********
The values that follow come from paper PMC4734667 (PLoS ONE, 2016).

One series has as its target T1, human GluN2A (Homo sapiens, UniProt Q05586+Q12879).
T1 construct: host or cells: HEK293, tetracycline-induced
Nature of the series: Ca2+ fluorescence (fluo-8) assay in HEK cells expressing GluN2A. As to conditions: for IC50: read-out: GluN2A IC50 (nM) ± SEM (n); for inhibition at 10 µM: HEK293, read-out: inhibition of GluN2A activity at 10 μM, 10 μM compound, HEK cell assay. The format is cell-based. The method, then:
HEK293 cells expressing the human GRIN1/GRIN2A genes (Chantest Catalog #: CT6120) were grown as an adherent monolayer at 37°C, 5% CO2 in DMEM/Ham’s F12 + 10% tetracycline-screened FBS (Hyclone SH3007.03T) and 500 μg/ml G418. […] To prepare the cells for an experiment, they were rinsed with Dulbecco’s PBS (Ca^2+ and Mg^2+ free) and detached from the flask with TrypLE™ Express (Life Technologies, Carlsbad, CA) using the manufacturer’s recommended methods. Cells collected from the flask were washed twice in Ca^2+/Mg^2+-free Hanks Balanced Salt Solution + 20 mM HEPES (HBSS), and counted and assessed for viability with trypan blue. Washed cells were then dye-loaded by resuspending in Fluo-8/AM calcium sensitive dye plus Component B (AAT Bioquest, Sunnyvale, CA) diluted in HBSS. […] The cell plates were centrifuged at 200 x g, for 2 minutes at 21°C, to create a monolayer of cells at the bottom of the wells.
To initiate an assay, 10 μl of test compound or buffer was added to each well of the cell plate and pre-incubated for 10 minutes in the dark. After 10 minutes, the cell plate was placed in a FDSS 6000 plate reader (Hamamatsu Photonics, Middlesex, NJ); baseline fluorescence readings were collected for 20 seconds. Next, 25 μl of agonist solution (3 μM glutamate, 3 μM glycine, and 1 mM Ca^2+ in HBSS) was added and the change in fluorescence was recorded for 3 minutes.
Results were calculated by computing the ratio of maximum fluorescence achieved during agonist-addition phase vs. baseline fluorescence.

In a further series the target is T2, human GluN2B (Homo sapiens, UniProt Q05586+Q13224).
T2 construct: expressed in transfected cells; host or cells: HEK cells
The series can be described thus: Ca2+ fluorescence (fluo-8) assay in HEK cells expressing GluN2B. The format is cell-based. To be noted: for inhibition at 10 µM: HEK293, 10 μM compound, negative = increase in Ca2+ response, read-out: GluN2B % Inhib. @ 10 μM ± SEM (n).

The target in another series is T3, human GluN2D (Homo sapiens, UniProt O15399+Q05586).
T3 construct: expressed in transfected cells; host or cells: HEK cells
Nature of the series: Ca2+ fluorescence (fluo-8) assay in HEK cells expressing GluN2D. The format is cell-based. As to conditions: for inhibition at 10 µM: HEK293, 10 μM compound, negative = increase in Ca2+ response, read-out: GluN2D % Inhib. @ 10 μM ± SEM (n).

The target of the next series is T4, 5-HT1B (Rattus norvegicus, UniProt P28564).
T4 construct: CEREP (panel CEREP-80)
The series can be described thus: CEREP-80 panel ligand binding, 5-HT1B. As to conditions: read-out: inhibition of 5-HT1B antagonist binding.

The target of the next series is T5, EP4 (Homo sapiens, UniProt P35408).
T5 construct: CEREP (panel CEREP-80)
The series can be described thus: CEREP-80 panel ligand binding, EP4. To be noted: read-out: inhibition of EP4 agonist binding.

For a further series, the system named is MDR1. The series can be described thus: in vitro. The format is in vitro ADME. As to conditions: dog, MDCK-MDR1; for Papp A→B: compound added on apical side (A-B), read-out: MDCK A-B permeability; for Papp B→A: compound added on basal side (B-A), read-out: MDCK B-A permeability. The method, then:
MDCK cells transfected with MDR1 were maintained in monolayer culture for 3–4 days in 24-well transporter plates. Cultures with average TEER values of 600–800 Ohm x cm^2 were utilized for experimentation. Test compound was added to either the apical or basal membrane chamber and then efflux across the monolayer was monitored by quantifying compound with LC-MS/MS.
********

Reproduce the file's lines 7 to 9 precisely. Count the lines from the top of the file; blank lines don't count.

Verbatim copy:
Results were calculated by computing the ratio of maximum fluorescence achieved during agonist-addition phase vs. baseline fluorescence.

In a further series the target is T2, human GluN2B (Homo sapiens, UniProt Q05586+Q13224).
T2 construct: expressed in transfected cells; host or cells: HEK cells